Image: Cara Delevingne in Rimmel’s Scandaleyes Reloaded mascara ad. Image source.
No longer are advertisers allowed to get away with quite as much as they used to, with advertising watchdogs increasingly cracking down on misleading Photoshopping. The latest example of this comes from Rimmel, which has been forced to pull a television commercial featuring Cara Delevingne. The Advertising Standards Authority reportedly received a complaint about the ‘misleading’ ad and subsequently ruled that the ironically named Scandaleyes Reloaded mascara ad had been manipulated too much with post-production techniques like airbrushing.
Rimmel’s parent company, Coty UK defended the ad though — which promises “dangerously bold lashes” with “extreme volume… extreme wear”. Coty said that, while there had been some post-production treatment, it still provided an accurate representation of the product and its characteristics. It was later revealed that Coty had prepared Delevingne’s eyelashes before applying the product, by using individual lash inserts and then redrawing some lashes in post. Although Coty said this was just to create a uniform lash line and distinguish the lashes against the model’s dark eyeshadow.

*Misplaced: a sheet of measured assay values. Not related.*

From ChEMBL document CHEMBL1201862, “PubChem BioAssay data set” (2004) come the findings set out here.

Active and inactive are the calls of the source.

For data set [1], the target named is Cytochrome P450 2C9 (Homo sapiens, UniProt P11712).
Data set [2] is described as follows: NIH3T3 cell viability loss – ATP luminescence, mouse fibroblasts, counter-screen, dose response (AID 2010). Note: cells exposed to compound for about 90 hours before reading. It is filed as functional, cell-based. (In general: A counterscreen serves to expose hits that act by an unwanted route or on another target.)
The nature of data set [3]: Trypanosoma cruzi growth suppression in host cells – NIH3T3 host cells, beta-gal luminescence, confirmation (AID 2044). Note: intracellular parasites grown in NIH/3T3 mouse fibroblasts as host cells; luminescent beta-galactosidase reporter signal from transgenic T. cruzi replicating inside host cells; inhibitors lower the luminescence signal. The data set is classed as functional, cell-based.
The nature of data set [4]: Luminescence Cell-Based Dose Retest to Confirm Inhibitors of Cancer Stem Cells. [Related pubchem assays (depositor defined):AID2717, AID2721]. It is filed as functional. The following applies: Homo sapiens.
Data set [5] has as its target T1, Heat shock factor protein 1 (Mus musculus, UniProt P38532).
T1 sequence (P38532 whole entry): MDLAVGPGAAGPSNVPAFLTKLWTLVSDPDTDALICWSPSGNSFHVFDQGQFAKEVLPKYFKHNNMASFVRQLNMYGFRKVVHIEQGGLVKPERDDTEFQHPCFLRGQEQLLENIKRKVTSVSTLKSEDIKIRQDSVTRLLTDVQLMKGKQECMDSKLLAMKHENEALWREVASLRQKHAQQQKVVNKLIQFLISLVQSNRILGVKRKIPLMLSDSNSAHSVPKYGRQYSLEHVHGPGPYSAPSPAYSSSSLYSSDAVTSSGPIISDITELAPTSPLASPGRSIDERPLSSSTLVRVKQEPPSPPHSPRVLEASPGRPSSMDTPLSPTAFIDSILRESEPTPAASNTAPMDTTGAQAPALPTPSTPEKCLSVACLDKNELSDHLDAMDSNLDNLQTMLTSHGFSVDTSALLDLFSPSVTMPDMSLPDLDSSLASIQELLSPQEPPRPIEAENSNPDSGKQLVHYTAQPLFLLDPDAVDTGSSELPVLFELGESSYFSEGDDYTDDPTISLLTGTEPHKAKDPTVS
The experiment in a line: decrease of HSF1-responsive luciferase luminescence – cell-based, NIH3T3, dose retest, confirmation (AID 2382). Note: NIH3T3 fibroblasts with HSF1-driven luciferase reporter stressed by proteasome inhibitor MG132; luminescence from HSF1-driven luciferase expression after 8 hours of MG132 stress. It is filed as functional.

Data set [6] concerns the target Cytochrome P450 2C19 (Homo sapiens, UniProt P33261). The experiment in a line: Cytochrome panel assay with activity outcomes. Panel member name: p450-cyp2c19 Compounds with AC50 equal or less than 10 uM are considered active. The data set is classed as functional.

Coty also denied lengthening Delevingne’s lashes, but the ASA disagreed, based on the before and after photos. “Because the ad conveyed a volumising, lengthening and thickening effect of the product, we considered the use of lash inserts and the post-production technique were likely to exaggerate the effect beyond what could be achieved by the product among consumers,” the ASA said. The ad was therefore banned for misleading viewers.
This news is just the latest in a string of banned beauty ads over recent years, which has been partly driven by an anti-airbrushing campaign launched by Liberal Democrat MP Jo Swinson. Campaigns from L’Oréal featuring Julia Roberts and supermodel Christy Turlington have both come under fire, as well as a Christian Dior ad featuring Natalie Portman and an Olay commercial featuring Twiggy. What this suggests is that we might slowly be moving towards a space of increased authenticity in advertising. At very least, the bar has definitely been raised.
You can check out the controversial Rimmel ad below:
Via The Guardian
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